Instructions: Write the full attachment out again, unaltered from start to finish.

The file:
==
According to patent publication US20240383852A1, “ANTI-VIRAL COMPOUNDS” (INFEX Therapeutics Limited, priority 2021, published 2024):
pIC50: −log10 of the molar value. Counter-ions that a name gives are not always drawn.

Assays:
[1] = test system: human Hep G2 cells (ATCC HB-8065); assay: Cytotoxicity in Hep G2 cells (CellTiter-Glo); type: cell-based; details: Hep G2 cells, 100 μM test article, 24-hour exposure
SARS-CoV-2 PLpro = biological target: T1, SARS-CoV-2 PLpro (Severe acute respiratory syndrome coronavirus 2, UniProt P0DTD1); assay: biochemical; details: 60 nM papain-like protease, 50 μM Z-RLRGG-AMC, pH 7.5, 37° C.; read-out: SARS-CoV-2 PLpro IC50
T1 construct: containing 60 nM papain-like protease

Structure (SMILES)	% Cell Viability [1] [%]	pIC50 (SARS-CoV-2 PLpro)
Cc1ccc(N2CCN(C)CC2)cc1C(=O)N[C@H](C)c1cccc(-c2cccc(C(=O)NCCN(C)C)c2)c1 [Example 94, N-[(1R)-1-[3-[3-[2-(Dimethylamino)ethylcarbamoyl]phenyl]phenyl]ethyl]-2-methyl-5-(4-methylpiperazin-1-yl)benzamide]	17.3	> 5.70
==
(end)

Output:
According to patent publication US20240383852A1, “ANTI-VIRAL COMPOUNDS” (INFEX Therapeutics Limited, priority 2021, published 2024):
pIC50: −log10 of the molar value. Counter-ions that a name gives are not always drawn.

Assays:
[1] = test system: human Hep G2 cells (ATCC HB-8065); assay: Cytotoxicity in Hep G2 cells (CellTiter-Glo); type: cell-based; details: Hep G2 cells, 100 μM test article, 24-hour exposure
SARS-CoV-2 PLpro = biological target: T1, SARS-CoV-2 PLpro (Severe acute respiratory syndrome coronavirus 2, UniProt P0DTD1); assay: biochemical; details: 60 nM papain-like protease, 50 μM Z-RLRGG-AMC, pH 7.5, 37° C.; read-out: SARS-CoV-2 PLpro IC50
T1 construct: containing 60 nM papain-like protease

Structure (SMILES)	% Cell Viability [1] [%]	pIC50 (SARS-CoV-2 PLpro)
Cc1ccc(N2CCN(C)CC2)cc1C(=O)N[C@H](C)c1cccc(-c2cccc(C(=O)NCCN(C)C)c2)c1 [Example 94, N-[(1R)-1-[3-[3-[2-(Dimethylamino)ethylcarbamoyl]phenyl]phenyl]ethyl]-2-methyl-5-(4-methylpiperazin-1-yl)benzamide]	17.3	> 5.70